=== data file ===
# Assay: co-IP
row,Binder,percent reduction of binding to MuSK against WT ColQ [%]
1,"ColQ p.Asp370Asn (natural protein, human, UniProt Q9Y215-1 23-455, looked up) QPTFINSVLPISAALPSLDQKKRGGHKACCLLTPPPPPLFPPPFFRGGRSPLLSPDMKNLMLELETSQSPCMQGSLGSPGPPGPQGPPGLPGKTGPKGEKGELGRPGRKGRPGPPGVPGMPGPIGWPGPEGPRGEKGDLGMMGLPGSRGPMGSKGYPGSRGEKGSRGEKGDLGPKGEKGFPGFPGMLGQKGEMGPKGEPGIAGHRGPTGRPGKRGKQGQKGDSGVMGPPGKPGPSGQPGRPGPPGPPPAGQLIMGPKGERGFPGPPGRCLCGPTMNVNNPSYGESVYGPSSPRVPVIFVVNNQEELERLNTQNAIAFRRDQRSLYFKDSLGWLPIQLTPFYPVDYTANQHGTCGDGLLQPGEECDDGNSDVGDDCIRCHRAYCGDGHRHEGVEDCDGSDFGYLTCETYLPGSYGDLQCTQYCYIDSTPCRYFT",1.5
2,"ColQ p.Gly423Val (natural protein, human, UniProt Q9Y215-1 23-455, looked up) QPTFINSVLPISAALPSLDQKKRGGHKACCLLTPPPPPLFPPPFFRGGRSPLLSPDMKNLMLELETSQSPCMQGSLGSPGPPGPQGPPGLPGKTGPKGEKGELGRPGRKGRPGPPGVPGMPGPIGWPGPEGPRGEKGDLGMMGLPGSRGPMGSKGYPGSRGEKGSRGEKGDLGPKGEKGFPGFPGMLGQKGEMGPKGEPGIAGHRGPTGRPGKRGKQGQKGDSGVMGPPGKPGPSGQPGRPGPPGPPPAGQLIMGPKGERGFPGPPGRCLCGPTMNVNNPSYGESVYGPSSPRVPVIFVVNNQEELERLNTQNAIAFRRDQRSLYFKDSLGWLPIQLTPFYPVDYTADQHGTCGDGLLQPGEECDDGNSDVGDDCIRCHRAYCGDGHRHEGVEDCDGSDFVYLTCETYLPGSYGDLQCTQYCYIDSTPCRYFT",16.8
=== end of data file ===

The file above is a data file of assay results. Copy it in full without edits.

# Assay: co-IP
row,Binder,percent reduction of binding to MuSK against WT ColQ [%]
1,"ColQ p.Asp370Asn (natural protein, human, UniProt Q9Y215-1 23-455, looked up) QPTFINSVLPISAALPSLDQKKRGGHKACCLLTPPPPPLFPPPFFRGGRSPLLSPDMKNLMLELETSQSPCMQGSLGSPGPPGPQGPPGLPGKTGPKGEKGELGRPGRKGRPGPPGVPGMPGPIGWPGPEGPRGEKGDLGMMGLPGSRGPMGSKGYPGSRGEKGSRGEKGDLGPKGEKGFPGFPGMLGQKGEMGPKGEPGIAGHRGPTGRPGKRGKQGQKGDSGVMGPPGKPGPSGQPGRPGPPGPPPAGQLIMGPKGERGFPGPPGRCLCGPTMNVNNPSYGESVYGPSSPRVPVIFVVNNQEELERLNTQNAIAFRRDQRSLYFKDSLGWLPIQLTPFYPVDYTANQHGTCGDGLLQPGEECDDGNSDVGDDCIRCHRAYCGDGHRHEGVEDCDGSDFGYLTCETYLPGSYGDLQCTQYCYIDSTPCRYFT",1.5
2,"ColQ p.Gly423Val (natural protein, human, UniProt Q9Y215-1 23-455, looked up) QPTFINSVLPISAALPSLDQKKRGGHKACCLLTPPPPPLFPPPFFRGGRSPLLSPDMKNLMLELETSQSPCMQGSLGSPGPPGPQGPPGLPGKTGPKGEKGELGRPGRKGRPGPPGVPGMPGPIGWPGPEGPRGEKGDLGMMGLPGSRGPMGSKGYPGSRGEKGSRGEKGDLGPKGEKGFPGFPGMLGQKGEMGPKGEPGIAGHRGPTGRPGKRGKQGQKGDSGVMGPPGKPGPSGQPGRPGPPGPPPAGQLIMGPKGERGFPGPPGRCLCGPTMNVNNPSYGESVYGPSSPRVPVIFVVNNQEELERLNTQNAIAFRRDQRSLYFKDSLGWLPIQLTPFYPVDYTADQHGTCGDGLLQPGEECDDGNSDVGDDCIRCHRAYCGDGHRHEGVEDCDGSDFVYLTCETYLPGSYGDLQCTQYCYIDSTPCRYFT",16.8